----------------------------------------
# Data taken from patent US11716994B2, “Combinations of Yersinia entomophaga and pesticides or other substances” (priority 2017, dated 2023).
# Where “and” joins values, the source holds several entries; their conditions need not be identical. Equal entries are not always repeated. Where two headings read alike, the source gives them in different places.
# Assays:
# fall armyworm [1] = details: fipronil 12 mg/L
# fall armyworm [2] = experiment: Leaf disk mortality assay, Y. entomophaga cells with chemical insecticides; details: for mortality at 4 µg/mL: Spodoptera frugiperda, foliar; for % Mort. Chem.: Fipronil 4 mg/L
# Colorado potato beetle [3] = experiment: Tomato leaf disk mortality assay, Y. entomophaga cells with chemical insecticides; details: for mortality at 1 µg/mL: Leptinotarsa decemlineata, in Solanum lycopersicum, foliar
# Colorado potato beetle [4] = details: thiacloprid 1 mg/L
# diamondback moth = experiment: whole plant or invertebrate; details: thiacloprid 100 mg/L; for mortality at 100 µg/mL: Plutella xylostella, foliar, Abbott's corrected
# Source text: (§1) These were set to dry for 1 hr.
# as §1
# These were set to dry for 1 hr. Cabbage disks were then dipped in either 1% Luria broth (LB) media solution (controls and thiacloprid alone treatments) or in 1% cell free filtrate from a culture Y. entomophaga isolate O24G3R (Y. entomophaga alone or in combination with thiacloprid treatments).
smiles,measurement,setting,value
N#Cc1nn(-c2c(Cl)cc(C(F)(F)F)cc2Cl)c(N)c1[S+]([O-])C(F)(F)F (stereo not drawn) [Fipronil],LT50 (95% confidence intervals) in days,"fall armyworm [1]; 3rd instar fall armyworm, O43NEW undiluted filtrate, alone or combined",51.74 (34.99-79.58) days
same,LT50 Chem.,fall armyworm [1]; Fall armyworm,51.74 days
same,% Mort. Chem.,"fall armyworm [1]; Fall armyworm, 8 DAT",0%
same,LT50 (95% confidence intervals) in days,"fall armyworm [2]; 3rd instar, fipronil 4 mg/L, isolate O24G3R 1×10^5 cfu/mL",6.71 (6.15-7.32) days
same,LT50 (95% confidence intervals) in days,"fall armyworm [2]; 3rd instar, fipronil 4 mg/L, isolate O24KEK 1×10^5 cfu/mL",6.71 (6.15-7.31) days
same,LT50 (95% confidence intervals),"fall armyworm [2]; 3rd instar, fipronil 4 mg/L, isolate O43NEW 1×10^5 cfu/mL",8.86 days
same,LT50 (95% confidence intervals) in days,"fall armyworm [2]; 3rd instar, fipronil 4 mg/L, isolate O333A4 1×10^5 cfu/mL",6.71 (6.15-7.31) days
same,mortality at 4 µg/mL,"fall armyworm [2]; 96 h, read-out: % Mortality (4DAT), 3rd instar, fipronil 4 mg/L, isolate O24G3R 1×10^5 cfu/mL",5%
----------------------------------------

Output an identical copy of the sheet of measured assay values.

# Data taken from patent US11716994B2, “Combinations of Yersinia entomophaga and pesticides or other substances” (priority 2017, dated 2023).
# Where “and” joins values, the source holds several entries; their conditions need not be identical. Equal entries are not always repeated. Where two headings read alike, the source gives them in different places.
# Assays:
# fall armyworm [1] = details: fipronil 12 mg/L
# fall armyworm [2] = experiment: Leaf disk mortality assay, Y. entomophaga cells with chemical insecticides; details: for mortality at 4 µg/mL: Spodoptera frugiperda, foliar; for % Mort. Chem.: Fipronil 4 mg/L
# Colorado potato beetle [3] = experiment: Tomato leaf disk mortality assay, Y. entomophaga cells with chemical insecticides; details: for mortality at 1 µg/mL: Leptinotarsa decemlineata, in Solanum lycopersicum, foliar
# Colorado potato beetle [4] = details: thiacloprid 1 mg/L
# diamondback moth = experiment: whole plant or invertebrate; details: thiacloprid 100 mg/L; for mortality at 100 µg/mL: Plutella xylostella, foliar, Abbott's corrected
# Source text: (§1) These were set to dry for 1 hr.
# as §1
# These were set to dry for 1 hr. Cabbage disks were then dipped in either 1% Luria broth (LB) media solution (controls and thiacloprid alone treatments) or in 1% cell free filtrate from a culture Y. entomophaga isolate O24G3R (Y. entomophaga alone or in combination with thiacloprid treatments).
smiles,measurement,setting,value
N#Cc1nn(-c2c(Cl)cc(C(F)(F)F)cc2Cl)c(N)c1[S+]([O-])C(F)(F)F (stereo not drawn) [Fipronil],LT50 (95% confidence intervals) in days,"fall armyworm [1]; 3rd instar fall armyworm, O43NEW undiluted filtrate, alone or combined",51.74 (34.99-79.58) days
same,LT50 Chem.,fall armyworm [1]; Fall armyworm,51.74 days
same,% Mort. Chem.,"fall armyworm [1]; Fall armyworm, 8 DAT",0%
same,LT50 (95% confidence intervals) in days,"fall armyworm [2]; 3rd instar, fipronil 4 mg/L, isolate O24G3R 1×10^5 cfu/mL",6.71 (6.15-7.32) days
same,LT50 (95% confidence intervals) in days,"fall armyworm [2]; 3rd instar, fipronil 4 mg/L, isolate O24KEK 1×10^5 cfu/mL",6.71 (6.15-7.31) days
same,LT50 (95% confidence intervals),"fall armyworm [2]; 3rd instar, fipronil 4 mg/L, isolate O43NEW 1×10^5 cfu/mL",8.86 days
same,LT50 (95% confidence intervals) in days,"fall armyworm [2]; 3rd instar, fipronil 4 mg/L, isolate O333A4 1×10^5 cfu/mL",6.71 (6.15-7.31) days
same,mortality at 4 µg/mL,"fall armyworm [2]; 96 h, read-out: % Mortality (4DAT), 3rd instar, fipronil 4 mg/L, isolate O24G3R 1×10^5 cfu/mL",5%